The 12-lead ECG is a vital tool for EMT’s and paramedics in both the prehospital and hospital setting. It is extremely important to know the exact placement of each electrode on the patient. Incorrect placement can lead to a false diagnosis of infarction or negative changes on the ECG.
|V1||4th Intercostal space to the right of the sternum|
|V2||4th Intercostal space to the left of the sternum|
|V3||Midway between V2 and V4|
|V4||5th Intercostal space at the midclavicular line|
|V5||Anterior axillary line at the same level as V4|
|V6||Midaxillary line at the same level as V4 and V5|
|RL||Anywhere above the ankle and below the torso|
|RA||Anywhere between the shoulder and the elbow|
|LL||Anywhere above the ankle and below the torso|
|LA||Anywhere between the shoulder and the elbow|
- Up to 50% of cases have the V1 and V2 electrodes in a more superior location, which can mimic an anterior MI and cause T wave inversion.
- Up to 33% of cases have the precordial electrodes (V1-V6) inferiorly or laterally misplaced, which can alter the amplitude and lead to a misdiagnosis.
- RA/LA Reversal: Lead I is inverted, Lead II and III are reversed, aVR and aVL are reversed
- RA/RL Reversal: Lead II shows isolated asystole, aVF and aVR are identical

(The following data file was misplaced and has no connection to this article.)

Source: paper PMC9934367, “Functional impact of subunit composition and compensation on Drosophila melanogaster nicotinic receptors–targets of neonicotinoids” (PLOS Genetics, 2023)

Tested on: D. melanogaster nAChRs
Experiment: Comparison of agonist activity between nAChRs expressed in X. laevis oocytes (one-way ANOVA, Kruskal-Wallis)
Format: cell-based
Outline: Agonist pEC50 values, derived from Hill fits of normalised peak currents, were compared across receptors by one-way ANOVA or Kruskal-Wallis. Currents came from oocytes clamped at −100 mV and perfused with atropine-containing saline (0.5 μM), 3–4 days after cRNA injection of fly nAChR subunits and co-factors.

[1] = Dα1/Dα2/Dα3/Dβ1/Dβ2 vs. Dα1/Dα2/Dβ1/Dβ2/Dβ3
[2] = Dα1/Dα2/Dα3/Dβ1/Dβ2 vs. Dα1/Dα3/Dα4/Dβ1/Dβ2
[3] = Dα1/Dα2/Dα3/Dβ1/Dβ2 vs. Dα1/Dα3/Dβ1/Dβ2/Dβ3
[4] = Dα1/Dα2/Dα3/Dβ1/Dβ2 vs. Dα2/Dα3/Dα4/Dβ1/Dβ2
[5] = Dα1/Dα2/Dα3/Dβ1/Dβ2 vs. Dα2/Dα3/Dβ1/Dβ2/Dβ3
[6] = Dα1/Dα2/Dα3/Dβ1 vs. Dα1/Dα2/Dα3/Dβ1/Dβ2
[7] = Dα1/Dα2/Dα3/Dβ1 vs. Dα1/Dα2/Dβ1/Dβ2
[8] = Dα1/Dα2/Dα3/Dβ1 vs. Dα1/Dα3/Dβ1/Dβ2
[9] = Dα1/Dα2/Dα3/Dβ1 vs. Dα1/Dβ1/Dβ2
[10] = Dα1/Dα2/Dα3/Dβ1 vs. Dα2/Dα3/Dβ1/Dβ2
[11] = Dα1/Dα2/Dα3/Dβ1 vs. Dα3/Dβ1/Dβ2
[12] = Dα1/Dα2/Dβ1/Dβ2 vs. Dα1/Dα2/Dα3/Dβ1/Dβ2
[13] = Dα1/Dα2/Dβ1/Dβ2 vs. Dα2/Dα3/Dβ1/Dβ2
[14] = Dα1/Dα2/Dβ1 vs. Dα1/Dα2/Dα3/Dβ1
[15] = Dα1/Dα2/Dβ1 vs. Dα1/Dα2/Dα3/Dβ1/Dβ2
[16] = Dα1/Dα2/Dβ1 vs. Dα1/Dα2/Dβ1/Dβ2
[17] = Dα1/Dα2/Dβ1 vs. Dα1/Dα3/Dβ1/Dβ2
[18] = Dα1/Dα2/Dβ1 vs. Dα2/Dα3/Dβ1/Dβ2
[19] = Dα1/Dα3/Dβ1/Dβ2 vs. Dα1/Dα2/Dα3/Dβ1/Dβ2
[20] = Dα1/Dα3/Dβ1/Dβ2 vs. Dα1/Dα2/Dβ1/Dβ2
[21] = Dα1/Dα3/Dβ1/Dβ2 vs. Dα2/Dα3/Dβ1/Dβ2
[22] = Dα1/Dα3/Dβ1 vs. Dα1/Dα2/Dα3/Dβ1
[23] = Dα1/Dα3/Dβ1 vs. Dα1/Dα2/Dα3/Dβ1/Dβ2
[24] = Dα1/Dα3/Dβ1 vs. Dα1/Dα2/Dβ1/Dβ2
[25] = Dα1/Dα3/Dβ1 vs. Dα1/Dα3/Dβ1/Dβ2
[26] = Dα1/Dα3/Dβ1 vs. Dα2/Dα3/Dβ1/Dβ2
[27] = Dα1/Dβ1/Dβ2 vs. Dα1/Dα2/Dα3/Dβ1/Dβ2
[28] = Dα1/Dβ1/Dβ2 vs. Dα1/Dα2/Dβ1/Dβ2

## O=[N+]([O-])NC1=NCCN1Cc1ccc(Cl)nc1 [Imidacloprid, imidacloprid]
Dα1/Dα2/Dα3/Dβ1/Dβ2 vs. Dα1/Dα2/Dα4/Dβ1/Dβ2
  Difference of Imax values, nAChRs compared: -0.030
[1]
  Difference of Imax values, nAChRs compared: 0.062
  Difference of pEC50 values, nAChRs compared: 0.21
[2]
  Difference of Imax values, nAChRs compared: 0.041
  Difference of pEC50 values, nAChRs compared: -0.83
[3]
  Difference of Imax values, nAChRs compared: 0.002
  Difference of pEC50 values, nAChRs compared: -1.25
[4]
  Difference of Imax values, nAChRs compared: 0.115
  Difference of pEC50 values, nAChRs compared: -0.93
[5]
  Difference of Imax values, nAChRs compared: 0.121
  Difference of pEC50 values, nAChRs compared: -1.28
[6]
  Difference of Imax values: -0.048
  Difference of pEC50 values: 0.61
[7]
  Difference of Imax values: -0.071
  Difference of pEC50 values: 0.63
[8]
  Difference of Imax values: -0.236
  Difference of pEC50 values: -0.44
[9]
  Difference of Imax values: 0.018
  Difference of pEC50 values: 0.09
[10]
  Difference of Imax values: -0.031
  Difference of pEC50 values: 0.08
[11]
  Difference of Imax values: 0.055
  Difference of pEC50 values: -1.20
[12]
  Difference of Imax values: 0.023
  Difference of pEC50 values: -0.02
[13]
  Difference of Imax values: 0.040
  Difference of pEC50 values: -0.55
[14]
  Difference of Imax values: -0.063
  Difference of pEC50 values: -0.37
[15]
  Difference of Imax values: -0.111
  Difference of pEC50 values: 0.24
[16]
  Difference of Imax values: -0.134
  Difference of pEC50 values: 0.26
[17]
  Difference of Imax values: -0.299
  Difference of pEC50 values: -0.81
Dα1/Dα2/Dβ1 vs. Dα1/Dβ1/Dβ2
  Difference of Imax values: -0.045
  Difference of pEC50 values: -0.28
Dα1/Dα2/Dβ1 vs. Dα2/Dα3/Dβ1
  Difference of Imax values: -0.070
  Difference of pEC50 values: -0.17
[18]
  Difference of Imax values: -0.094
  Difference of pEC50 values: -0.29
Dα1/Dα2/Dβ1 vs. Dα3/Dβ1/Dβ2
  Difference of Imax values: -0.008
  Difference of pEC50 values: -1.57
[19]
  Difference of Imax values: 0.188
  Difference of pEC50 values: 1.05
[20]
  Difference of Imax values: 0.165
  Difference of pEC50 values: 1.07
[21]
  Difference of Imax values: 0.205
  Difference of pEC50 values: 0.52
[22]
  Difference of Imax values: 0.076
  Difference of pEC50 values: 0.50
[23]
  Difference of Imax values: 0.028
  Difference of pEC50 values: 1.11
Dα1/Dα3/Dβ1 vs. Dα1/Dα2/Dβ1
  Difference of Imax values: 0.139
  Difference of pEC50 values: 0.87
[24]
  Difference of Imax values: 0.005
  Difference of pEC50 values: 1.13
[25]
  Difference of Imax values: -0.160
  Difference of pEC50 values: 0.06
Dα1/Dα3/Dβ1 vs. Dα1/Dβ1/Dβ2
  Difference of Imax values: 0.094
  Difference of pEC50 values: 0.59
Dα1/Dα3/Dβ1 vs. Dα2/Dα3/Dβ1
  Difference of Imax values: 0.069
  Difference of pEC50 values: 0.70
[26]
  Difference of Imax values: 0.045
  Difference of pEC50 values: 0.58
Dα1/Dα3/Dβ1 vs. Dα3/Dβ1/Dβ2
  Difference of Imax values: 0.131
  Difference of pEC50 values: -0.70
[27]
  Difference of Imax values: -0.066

- LA/LL Reversal: Lead III is inverted, aVL and aVF are reversed
The ECG leads are grouped into two electrical planes. The frontal leads (Lead I-III, aVR-F) view the heart from a vertical plane, while the transverse leads (V1-V6) view the heart from a horizontal plane.
|Lead||(-) Electrode||(+) Electrode||View of Heart|
|aVR||LA + LL||RA||None|
|aVL||RA + LL||LA||Lateral|
|aVF||RA + LA||LL||Inferior|
One of the most common questions regarding a 12-lead ECG is why there are only 10 electrodes. It’s important to fully understand what the term “lead” actually means. A lead is a view of the electrical activity of the heart from a particular angle across the body. Think of a lead as a picture of the heart and the 10 electrodes give you 12 pictures. In other words, a lead is a picture that is captured by a group of electrodes.
The heart’s electrical signal is very small and unfortunately this can be combined with other signals of similar frequency to create artifact. It’s not uncommon for 12-lead ECG’s to have some form of artifact; however, it’s important to try to reduce any interference to ensure an accurate ECG. Below is a list of guidelines that will help reduce artifact when performing ECG’s.
- Place the patient in a supine or semi-Fowler’s position. If the patient cannot tolerate being flat, you can do the ECG in a more upright position.
- Instruct the patient to place their arms down by their side and to relax their shoulders.
- Make sure the patient’s legs are uncrossed.
- Move any electrical devices, such as cell phones, away from the patient as they may interfere with the machine.
- Dry the skin if it’s moist or diaphoretic.
- Shave any hair that interferes with electrode placement. This will ensure a better electrode contact with the skin.
- Rub an alcohol prep pad or benzoin tincture on the skin to remove any oils and help with electrode adhesion.
- Check the electrodes to make sure the gel is still moist.
- Do not place the electrodes over bones.
- Do not place the electrodes over areas where there is a lot of muscle movement.
Visit the ECG section to learn how to interpret 12-lead ECG's and identify the different types of heart rhythms.